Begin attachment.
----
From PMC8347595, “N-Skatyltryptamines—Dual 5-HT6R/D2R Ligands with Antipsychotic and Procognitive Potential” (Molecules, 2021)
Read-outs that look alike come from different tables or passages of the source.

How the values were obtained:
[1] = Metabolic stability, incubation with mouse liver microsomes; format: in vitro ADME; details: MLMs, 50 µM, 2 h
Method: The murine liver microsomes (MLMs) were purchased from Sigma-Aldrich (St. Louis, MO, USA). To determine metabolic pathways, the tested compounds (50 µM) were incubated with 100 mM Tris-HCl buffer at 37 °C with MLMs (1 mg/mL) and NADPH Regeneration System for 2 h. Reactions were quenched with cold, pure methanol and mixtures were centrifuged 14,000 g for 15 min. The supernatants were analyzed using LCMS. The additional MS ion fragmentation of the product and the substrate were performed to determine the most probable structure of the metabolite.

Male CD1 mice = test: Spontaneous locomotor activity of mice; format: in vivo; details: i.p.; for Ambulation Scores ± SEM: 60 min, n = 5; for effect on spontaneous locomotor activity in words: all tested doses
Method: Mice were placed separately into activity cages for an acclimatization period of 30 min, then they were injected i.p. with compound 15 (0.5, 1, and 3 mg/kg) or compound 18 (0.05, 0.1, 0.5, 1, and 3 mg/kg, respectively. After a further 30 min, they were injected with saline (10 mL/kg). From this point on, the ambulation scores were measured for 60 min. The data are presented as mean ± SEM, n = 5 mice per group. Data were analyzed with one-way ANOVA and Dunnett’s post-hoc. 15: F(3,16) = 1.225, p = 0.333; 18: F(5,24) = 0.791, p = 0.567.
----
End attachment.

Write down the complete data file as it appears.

From PMC8347595, “N-Skatyltryptamines—Dual 5-HT6R/D2R Ligands with Antipsychotic and Procognitive Potential” (Molecules, 2021)
Read-outs that look alike come from different tables or passages of the source.

How the values were obtained:
[1] = Metabolic stability, incubation with mouse liver microsomes; format: in vitro ADME; details: MLMs, 50 µM, 2 h
Method: The murine liver microsomes (MLMs) were purchased from Sigma-Aldrich (St. Louis, MO, USA). To determine metabolic pathways, the tested compounds (50 µM) were incubated with 100 mM Tris-HCl buffer at 37 °C with MLMs (1 mg/mL) and NADPH Regeneration System for 2 h. Reactions were quenched with cold, pure methanol and mixtures were centrifuged 14,000 g for 15 min. The supernatants were analyzed using LCMS. The additional MS ion fragmentation of the product and the substrate were performed to determine the most probable structure of the metabolite.

Male CD1 mice = test: Spontaneous locomotor activity of mice; format: in vivo; details: i.p.; for Ambulation Scores ± SEM: 60 min, n = 5; for effect on spontaneous locomotor activity in words: all tested doses
Method: Mice were placed separately into activity cages for an acclimatization period of 30 min, then they were injected i.p. with compound 15 (0.5, 1, and 3 mg/kg) or compound 18 (0.05, 0.1, 0.5, 1, and 3 mg/kg, respectively. After a further 30 min, they were injected with saline (10 mL/kg). From this point on, the ambulation scores were measured for 60 min. The data are presented as mean ± SEM, n = 5 mice per group. Data were analyzed with one-way ANOVA and Dunnett’s post-hoc. 15: F(3,16) = 1.225, p = 0.333; 18: F(5,24) = 0.791, p = 0.567.